Bargains await July 4 travelers
If you’re traveling during the July 4 weekend, chances are you’ll find a lot of bargains. Most travel costs are down from a year ago, some significantly.
But if you’re staying home because you can’t afford a trip, you’re not alone. AAA Chicago projects that 1.9 percent fewer people will travel at least 50 miles this weekend because the recession has tightened budgets.
“Overall, this isn’t a significant decrease,” said AAA spokeswoman Nicole Niemi. “Maybe a family or a person needs to make a choice between a summer vacation now or something in the fall or winter.”
In total, about 37.1 million people will travel this weekend. While it’s not a big drop from 2008 levels, it is a 12.4 percent decline from 2007.
Travel had been up 1.5 percent for Memorial Day weekend, though it’s a lighter travel holiday.
But in general, travel rates have been down the past two years.
Travel by Illinois residents is expected to be about the same as last year, with 1.7 million taking trips.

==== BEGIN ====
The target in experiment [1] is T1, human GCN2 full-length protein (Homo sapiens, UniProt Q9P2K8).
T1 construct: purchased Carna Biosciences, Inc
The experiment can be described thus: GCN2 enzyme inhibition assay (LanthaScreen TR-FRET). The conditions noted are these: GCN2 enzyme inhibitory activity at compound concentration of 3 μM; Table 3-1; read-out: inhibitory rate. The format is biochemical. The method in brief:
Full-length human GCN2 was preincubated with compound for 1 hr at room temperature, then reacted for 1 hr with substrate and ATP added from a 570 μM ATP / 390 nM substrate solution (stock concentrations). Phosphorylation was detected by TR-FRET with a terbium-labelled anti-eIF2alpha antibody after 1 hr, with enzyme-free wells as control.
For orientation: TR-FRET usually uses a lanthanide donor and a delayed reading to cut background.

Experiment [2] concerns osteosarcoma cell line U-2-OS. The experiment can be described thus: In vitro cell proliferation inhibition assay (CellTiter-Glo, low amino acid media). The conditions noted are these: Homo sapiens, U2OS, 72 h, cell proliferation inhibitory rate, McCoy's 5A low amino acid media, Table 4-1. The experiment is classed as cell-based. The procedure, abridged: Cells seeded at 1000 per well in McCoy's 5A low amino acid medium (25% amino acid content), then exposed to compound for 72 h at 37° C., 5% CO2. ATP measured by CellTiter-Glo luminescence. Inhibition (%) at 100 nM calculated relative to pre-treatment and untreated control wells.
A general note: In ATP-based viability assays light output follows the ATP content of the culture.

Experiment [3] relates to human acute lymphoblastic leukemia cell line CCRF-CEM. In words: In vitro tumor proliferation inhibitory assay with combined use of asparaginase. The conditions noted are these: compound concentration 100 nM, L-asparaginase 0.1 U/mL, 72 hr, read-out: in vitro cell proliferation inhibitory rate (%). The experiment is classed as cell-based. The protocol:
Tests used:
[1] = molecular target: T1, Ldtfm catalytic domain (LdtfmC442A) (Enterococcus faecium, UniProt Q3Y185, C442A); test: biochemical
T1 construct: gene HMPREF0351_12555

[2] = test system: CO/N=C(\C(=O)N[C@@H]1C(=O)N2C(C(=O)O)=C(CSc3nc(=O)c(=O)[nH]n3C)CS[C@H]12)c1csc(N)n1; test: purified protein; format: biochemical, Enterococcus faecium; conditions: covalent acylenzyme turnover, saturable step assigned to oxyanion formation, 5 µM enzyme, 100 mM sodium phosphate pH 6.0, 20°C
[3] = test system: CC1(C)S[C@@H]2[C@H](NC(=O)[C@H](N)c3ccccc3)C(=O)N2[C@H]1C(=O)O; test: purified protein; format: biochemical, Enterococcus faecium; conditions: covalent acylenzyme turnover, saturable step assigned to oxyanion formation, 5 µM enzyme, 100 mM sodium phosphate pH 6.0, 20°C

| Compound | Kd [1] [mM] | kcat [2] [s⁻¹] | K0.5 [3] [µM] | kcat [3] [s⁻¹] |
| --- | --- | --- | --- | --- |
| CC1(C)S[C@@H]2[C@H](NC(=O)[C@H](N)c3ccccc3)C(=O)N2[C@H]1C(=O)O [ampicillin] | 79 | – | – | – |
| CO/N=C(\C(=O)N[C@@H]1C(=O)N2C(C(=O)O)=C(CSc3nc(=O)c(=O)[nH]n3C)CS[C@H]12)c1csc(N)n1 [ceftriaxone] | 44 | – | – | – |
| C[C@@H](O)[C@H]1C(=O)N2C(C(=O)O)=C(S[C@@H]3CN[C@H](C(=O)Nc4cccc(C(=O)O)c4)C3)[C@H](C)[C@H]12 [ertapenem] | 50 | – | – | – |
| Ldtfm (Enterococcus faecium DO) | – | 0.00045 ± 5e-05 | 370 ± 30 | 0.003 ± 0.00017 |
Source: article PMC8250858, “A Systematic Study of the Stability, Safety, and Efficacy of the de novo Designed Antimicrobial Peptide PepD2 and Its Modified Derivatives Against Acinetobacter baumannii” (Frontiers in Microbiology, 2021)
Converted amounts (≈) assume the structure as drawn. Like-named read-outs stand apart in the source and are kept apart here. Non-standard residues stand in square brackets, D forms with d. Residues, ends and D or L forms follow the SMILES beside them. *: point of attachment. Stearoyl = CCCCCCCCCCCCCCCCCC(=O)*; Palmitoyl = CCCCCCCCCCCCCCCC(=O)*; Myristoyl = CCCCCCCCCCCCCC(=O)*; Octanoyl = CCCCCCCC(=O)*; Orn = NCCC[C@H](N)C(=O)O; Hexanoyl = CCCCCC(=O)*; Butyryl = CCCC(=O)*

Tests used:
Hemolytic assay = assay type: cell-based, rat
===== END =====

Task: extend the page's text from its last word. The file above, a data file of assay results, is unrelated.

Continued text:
Here’s what those who are headed out of town can expect:
Traffic and road work
Most people traveling will be on the nation’s highways. AAA projects 33.4 million will travel by motor vehicle, down 2.6 percent from last year.
The Illinois Tollway and Illinois Department of Transportation will limit road closures where possible, but posted speed limits are still in effect in all construction zones. State police continue to patrol those areas with five photo-enforcement vans — speeders will get photographed and could get a ticket by mail.
What it costs
Fourth of July travelers are expected to spend an average of $1,160 per household, AAA said.
Gas prices are down, averaging $2.68 a gallon in the Rockford region and $2.75 a gallon in Illinois on Tuesday, according to AAA’s fuelgaugereport.com. That’s down from more than $4 a gallon a year ago.
According to AAA’s Leisure Travel Index, airfare is expected to decrease 16 percent from last year, as airlines don’t have to pay exorbitant fuel costs. Hotel rates are down 12 percent, though car-rental rates are up 5 percent.
It’s a great time if you can afford to take a trip, Niemi said, because hotels, resorts and travel companies have slashed prices to try to raise demand. And there’s still plenty of time to get those deals for trips yet this summer, she said.
“People aren’t planning as far in advance,” Niemi said. “They’re waiting until the last minute to get a sense of their own financial situation.”
Thomas V. Bona can be reached at (815) 987-1343 or firstname.lastname@example.org.